Feb 19 (Reuters) - Gleacher & Co, which lost $78 million last year, gave its chief executive officer a cash bonus of $750,000 for his 2012 performance, the New York investment bank said in a U.S. regulatory filing.
The cash payment represents a shift for Gleacher. It gave CEO Thomas Hughes a signing bonus of 1 million shares of restricted stock and 3 million stock options when he joined the company in May 2011 to immediately align his “financial interests with those of our stockholders,” its compensation committee said last April. The shares represented 85 percent of his compensation.
The stock awards, valued at $5.3 million based on Gleacher’s $1.85 share price when they were granted, have lost much of their value, given the company’s 71-cent stock price on Tuesday. The cash award was disclosed in a filing with the Securities and Exchange Commission on Friday.
In reporting its fourth-quarter results on Friday, Gleacher said its compensation and benefit expenses for the period skyrocketed to 81.7 percent of its revenue, far above the 50 percent to 60 percent level that most small Wall Street firms seek.
The compensation ratio at Gleacher reflects its decision to pay its year-end 2012 bonuses primarily in cash to retain executives in the face of the “significant discount” at which its stock is trading, executives said last week. The company’s book value, or the worth of its net assets after debt payments, is about $1.45 a share.
Gleacher also said last week that it ended its search for a potential capital infusion or a buyer and was selling its capital-intensive ClearPoint mortgage lending business to a unit of Ocwen Financial Corp. The announcement triggered a nearly 20 percent decline in Gleacher’s share price.
Since his arrival in May 2011, Hughes has replaced Gleacher’s entire management team, trimmed the balance sheet by more than $2 billion, dismantled the stock trading unit and ended risky activities such as repo lending. But the company also has lost many traders, failed to obtain designations needed to run the mortgage loan business profitably and disappointed investors by not buying back more of its shares.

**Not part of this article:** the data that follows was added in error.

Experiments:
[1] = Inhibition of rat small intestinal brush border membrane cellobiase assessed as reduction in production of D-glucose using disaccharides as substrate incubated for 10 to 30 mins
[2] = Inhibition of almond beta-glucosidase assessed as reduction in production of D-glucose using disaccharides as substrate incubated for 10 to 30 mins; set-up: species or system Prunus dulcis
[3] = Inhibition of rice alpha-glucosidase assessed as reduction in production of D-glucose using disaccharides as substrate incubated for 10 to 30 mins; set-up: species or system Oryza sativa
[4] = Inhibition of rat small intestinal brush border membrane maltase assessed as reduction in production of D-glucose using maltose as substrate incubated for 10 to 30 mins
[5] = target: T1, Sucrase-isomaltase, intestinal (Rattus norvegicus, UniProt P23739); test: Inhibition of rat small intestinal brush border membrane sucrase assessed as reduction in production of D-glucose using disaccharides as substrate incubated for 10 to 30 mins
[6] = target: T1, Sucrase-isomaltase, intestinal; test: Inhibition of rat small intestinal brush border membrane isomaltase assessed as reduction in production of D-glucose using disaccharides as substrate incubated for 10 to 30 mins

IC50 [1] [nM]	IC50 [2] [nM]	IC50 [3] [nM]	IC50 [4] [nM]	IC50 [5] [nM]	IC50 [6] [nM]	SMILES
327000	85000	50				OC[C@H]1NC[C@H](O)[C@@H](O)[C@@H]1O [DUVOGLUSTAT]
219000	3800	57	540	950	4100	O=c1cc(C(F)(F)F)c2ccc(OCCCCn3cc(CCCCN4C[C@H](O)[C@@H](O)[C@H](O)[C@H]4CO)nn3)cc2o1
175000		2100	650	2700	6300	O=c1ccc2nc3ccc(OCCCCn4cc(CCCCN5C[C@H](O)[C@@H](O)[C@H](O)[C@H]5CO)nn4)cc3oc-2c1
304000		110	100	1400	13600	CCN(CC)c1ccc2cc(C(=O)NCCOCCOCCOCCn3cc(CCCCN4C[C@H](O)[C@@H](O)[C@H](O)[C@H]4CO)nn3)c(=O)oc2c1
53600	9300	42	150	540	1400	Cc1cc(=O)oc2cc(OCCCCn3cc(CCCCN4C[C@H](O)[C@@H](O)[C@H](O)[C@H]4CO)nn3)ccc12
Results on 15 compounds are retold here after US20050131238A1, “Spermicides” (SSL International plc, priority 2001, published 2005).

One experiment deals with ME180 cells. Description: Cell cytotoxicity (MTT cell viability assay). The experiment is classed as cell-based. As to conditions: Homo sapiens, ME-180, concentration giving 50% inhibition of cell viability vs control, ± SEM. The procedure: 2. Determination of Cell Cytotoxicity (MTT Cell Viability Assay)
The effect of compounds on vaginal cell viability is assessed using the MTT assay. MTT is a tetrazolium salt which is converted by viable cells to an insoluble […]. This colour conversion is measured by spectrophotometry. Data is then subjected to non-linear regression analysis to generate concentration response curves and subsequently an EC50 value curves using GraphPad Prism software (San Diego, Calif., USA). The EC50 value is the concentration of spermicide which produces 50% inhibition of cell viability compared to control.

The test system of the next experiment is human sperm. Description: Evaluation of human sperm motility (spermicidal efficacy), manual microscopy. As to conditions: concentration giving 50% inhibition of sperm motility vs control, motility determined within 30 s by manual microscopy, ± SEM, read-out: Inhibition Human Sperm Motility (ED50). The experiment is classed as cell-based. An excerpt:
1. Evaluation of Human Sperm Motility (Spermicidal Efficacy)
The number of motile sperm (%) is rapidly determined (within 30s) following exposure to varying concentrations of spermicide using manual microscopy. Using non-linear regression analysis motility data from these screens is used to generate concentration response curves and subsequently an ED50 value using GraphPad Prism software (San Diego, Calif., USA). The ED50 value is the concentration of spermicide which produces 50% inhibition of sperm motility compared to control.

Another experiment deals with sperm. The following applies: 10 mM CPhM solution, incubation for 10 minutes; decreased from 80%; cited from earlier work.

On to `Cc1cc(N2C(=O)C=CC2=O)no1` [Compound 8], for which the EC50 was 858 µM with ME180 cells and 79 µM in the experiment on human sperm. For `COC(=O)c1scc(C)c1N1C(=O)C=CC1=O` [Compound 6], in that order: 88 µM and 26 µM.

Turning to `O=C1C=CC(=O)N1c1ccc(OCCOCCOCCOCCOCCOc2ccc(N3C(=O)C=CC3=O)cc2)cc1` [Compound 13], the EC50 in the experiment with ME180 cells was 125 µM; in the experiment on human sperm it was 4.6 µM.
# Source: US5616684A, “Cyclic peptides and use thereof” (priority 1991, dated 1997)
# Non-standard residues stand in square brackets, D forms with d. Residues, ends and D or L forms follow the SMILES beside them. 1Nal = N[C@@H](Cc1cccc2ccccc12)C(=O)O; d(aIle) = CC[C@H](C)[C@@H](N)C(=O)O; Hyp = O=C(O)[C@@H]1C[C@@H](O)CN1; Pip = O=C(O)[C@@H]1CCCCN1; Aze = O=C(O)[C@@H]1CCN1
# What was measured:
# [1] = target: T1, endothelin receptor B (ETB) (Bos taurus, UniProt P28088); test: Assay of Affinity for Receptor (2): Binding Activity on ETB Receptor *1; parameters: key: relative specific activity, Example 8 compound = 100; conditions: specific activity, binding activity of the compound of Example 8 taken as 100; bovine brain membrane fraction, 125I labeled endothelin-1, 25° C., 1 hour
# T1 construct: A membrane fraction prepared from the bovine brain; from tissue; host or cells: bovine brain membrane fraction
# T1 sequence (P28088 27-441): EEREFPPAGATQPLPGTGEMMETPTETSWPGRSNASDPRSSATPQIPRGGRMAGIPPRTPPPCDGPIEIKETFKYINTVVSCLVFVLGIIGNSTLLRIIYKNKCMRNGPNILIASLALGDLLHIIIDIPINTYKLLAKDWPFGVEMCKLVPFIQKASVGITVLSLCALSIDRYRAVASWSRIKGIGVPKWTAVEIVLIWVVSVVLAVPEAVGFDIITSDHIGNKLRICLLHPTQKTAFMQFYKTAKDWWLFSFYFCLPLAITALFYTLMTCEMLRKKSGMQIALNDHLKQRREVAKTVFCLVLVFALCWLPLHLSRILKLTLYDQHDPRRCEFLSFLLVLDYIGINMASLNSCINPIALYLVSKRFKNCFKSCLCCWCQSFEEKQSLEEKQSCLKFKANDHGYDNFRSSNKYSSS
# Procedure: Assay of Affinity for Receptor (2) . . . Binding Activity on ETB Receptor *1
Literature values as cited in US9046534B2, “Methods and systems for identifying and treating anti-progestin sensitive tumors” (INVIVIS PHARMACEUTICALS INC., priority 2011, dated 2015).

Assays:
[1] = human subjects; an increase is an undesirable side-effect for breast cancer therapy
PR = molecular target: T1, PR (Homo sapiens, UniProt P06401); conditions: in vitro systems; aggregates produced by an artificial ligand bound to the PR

Hughes said last week that the company is working on a reverse stock split, a move that could help it retain its listing on the Nasdaq Stock Market. Nasdaq requires its listed companies to maintain a share price of at least $1, a target that Gleacher has not hit since early May 2012.
The company also said last week that it would resume a stock repurchase program and has $10 million authorized for the purpose.
Eric Gleacher, who founded the company in 1990 after running the mergers and acquisitions units of Lehman Brothers and Morgan Stanley, stepped down as chairman last month . He had sold most of his interest in the firm in 2009 to a company then known as Broadpoint Securities.
Gleacher posted a fourth-quarter loss of $11.5 million from continuing operations, compared with a year-earlier profit of $1.8 million. Its full-year loss widened to $78.0 million from $64.1 million in 2011.
Net revenue fell 17 percent to $50.9 million in the fourth quarter and dropped 22 percent to $203.6 million for all of 2012.
Shares of Gleacher were off 11 percent at 71.2 cents in afternoon trading.